Just like that, the masterpiece that is A Message From The People came to an end. Breaking the ensuing silence, Gordy turned around and said, “What if we covered this album? People really need to hear these songs again.” The idea was hatched right then and there.
Fast forward almost a year later. In December 2017 we were working as a backing band on a variety of projects for other artists being produced by Gordy. The sessions took place at the Finishing School, a studio built by close friend, producer, and musical collaborator, George Reiff, who tragically succumbed cancer in May ’17 after a 10-month fight. The studio had been dark since George’s passing. With the blessing of the Reiff family, the lights were turned back on and we went to work for a few weeks. The final four days of session time were blocked off for us to work on something of our own. A few weeks prior to the sessions it was collectively decided that we would use that time to take a shot at recording some of A Message From The People. Working alongside our close friend (and George’s right-hand-man in the studio) Steve Christensen, there was a palpable vibration in the air. It was somber but also very peaceful. Our expectations were tempered, as we knew that doing any Ray Charles record justice was going to be a real challenge -- let alone one with such lush arrangements. On top of that, we were working in a new bass player, Jesse Wilson. These sessions would be the first time we had worked with him in a studio environment (which can be a crucible for some). In spite of all that, the collective mentality, while unspoken, seemed to be “let’s give this a shot, this could be cool, there’s no pressure here.” To our amazement, after four days, we had finished the record. In between takes we frequently reminisced about George and were even visited at the studio by some of George’s close friends and family. Feeling confident that what we had accomplished was going to be worthy of a release, we unanimously agreed that it would be dedicated to the memory of George and that proceeds would go to a charitable organization that focused on social justice.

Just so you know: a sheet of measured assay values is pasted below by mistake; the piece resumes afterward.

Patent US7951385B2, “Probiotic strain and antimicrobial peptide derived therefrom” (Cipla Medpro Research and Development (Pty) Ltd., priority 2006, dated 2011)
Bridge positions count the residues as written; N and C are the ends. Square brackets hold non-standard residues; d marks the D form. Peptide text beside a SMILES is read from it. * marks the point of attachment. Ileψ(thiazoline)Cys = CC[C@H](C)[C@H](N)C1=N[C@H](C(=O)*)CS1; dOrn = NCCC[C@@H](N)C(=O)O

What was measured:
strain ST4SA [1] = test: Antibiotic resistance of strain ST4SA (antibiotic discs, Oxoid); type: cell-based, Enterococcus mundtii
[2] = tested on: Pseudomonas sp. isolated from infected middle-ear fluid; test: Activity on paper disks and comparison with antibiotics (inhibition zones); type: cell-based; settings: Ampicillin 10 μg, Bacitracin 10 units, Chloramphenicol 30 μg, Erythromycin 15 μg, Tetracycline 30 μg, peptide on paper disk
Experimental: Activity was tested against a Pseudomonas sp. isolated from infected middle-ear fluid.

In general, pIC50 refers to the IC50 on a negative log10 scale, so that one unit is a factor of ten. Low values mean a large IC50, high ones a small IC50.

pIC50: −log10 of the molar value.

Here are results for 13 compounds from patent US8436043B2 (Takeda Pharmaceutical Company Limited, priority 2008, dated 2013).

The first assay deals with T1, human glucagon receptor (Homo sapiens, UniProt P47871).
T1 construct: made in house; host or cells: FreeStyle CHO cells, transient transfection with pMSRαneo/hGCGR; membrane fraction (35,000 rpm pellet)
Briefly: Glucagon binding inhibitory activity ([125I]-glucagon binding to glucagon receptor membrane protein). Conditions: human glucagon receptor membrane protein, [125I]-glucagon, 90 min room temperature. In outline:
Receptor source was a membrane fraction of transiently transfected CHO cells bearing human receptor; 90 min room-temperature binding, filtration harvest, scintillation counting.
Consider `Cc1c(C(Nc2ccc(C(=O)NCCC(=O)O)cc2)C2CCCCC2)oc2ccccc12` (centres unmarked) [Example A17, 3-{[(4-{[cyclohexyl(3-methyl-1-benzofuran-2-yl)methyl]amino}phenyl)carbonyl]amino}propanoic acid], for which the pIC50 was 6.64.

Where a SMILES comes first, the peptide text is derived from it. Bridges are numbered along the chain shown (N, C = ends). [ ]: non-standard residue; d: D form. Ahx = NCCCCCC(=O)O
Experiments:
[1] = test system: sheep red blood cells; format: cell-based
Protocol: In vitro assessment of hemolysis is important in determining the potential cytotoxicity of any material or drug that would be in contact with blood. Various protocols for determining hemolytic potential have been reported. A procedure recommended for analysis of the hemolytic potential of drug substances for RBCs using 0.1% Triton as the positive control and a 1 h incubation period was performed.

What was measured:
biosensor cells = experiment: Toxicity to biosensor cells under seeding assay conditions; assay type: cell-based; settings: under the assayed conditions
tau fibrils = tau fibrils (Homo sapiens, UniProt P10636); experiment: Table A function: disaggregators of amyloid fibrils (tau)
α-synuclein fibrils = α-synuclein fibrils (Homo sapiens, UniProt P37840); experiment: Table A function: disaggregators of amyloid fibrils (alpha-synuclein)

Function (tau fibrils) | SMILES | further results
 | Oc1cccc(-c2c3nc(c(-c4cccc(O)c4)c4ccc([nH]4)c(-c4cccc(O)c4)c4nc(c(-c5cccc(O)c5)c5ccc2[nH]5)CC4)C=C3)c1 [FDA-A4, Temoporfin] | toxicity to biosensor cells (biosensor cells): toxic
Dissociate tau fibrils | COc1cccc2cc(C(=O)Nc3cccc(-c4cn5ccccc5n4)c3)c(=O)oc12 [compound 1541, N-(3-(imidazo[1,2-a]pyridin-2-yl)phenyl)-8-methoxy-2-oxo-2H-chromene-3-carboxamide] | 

Going forward, our hope is that our performance of these songs has sufficient merit to carry the listener to the musical feeling that we strived to infuse in these recordings -- a spirit of brotherhood, hope and understanding, liberty, and justice for all.